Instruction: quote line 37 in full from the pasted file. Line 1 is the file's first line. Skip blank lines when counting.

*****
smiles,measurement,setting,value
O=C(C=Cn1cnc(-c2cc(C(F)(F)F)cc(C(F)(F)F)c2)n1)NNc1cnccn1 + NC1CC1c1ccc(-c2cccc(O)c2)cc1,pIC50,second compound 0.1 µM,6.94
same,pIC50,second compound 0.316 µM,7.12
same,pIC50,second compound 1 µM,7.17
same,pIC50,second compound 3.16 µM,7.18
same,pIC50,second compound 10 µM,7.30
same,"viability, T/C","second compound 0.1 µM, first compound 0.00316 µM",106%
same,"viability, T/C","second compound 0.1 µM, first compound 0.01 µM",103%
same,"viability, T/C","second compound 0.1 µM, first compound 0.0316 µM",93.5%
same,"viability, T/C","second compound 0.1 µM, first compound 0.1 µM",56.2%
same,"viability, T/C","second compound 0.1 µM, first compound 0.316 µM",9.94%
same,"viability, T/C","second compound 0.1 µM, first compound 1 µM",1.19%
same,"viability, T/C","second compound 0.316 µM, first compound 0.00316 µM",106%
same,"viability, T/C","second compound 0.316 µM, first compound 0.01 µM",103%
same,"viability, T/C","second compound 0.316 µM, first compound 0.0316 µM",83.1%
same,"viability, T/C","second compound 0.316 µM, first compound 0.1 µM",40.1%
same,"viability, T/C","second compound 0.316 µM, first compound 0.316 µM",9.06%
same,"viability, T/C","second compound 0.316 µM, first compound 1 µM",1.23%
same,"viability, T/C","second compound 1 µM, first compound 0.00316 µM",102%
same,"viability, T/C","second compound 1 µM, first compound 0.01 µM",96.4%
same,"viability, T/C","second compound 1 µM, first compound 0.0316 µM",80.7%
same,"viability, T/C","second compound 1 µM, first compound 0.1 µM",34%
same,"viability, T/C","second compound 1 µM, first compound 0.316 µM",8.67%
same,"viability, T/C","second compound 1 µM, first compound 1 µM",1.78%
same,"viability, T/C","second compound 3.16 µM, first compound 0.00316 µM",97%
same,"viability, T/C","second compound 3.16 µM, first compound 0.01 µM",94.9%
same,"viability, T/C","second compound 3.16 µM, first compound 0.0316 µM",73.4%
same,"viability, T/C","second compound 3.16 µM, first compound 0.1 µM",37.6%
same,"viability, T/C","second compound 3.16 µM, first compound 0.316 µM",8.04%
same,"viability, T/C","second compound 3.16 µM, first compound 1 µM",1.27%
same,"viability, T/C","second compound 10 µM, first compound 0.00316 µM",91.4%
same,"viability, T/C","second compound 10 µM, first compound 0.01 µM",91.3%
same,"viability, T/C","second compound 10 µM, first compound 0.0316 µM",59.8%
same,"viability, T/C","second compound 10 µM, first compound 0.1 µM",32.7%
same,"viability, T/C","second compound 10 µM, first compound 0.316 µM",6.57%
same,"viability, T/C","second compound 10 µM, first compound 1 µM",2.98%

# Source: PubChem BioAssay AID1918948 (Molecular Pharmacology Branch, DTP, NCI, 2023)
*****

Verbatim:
# Source: PubChem BioAssay AID1918948 (Molecular Pharmacology Branch, DTP, NCI, 2023)